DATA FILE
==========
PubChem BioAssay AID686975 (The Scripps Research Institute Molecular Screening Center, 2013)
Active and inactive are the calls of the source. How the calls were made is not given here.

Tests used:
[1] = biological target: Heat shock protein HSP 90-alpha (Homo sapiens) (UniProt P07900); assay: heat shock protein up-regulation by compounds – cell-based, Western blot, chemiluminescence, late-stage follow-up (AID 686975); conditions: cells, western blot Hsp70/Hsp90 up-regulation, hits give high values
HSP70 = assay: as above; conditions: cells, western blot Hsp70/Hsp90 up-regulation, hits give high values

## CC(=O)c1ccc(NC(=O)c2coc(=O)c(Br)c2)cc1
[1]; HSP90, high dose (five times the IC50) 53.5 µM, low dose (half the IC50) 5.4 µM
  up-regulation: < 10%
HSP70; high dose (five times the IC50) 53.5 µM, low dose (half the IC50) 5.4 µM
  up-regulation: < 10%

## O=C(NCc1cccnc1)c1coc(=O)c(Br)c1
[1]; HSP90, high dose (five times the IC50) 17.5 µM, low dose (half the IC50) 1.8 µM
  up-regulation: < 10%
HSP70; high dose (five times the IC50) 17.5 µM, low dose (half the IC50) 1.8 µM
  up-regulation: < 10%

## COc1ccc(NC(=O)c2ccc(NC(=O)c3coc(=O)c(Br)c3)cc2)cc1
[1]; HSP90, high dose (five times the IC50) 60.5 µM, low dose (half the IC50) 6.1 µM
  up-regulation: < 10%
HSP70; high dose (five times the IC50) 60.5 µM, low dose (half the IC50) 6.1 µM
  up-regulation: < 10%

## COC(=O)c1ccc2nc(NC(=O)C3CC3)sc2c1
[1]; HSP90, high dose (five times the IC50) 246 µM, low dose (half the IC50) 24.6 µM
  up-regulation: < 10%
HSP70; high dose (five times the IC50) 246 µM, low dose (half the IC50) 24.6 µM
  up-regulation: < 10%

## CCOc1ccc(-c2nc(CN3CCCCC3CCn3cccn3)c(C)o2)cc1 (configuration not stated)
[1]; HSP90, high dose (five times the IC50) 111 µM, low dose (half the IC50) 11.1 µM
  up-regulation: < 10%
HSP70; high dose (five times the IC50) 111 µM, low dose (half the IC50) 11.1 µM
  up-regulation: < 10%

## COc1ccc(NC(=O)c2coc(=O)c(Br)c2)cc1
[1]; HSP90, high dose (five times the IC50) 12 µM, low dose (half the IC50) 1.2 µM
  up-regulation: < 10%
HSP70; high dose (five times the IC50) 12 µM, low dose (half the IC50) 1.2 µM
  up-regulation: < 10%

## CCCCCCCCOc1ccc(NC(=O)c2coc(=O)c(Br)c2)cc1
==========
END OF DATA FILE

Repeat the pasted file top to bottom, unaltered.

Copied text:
PubChem BioAssay AID686975 (The Scripps Research Institute Molecular Screening Center, 2013)
Active and inactive are the calls of the source. How the calls were made is not given here.

Tests used:
[1] = biological target: Heat shock protein HSP 90-alpha (Homo sapiens) (UniProt P07900); assay: heat shock protein up-regulation by compounds – cell-based, Western blot, chemiluminescence, late-stage follow-up (AID 686975); conditions: cells, western blot Hsp70/Hsp90 up-regulation, hits give high values
HSP70 = assay: as above; conditions: cells, western blot Hsp70/Hsp90 up-regulation, hits give high values

## CC(=O)c1ccc(NC(=O)c2coc(=O)c(Br)c2)cc1
[1]; HSP90, high dose (five times the IC50) 53.5 µM, low dose (half the IC50) 5.4 µM
  up-regulation: < 10%
HSP70; high dose (five times the IC50) 53.5 µM, low dose (half the IC50) 5.4 µM
  up-regulation: < 10%

## O=C(NCc1cccnc1)c1coc(=O)c(Br)c1
[1]; HSP90, high dose (five times the IC50) 17.5 µM, low dose (half the IC50) 1.8 µM
  up-regulation: < 10%
HSP70; high dose (five times the IC50) 17.5 µM, low dose (half the IC50) 1.8 µM
  up-regulation: < 10%

## COc1ccc(NC(=O)c2ccc(NC(=O)c3coc(=O)c(Br)c3)cc2)cc1
[1]; HSP90, high dose (five times the IC50) 60.5 µM, low dose (half the IC50) 6.1 µM
  up-regulation: < 10%
HSP70; high dose (five times the IC50) 60.5 µM, low dose (half the IC50) 6.1 µM
  up-regulation: < 10%

## COC(=O)c1ccc2nc(NC(=O)C3CC3)sc2c1
[1]; HSP90, high dose (five times the IC50) 246 µM, low dose (half the IC50) 24.6 µM
  up-regulation: < 10%
HSP70; high dose (five times the IC50) 246 µM, low dose (half the IC50) 24.6 µM
  up-regulation: < 10%

## CCOc1ccc(-c2nc(CN3CCCCC3CCn3cccn3)c(C)o2)cc1 (configuration not stated)
[1]; HSP90, high dose (five times the IC50) 111 µM, low dose (half the IC50) 11.1 µM
  up-regulation: < 10%
HSP70; high dose (five times the IC50) 111 µM, low dose (half the IC50) 11.1 µM
  up-regulation: < 10%

## COc1ccc(NC(=O)c2coc(=O)c(Br)c2)cc1
[1]; HSP90, high dose (five times the IC50) 12 µM, low dose (half the IC50) 1.2 µM
  up-regulation: < 10%
HSP70; high dose (five times the IC50) 12 µM, low dose (half the IC50) 1.2 µM
  up-regulation: < 10%

## CCCCCCCCOc1ccc(NC(=O)c2coc(=O)c(Br)c2)cc1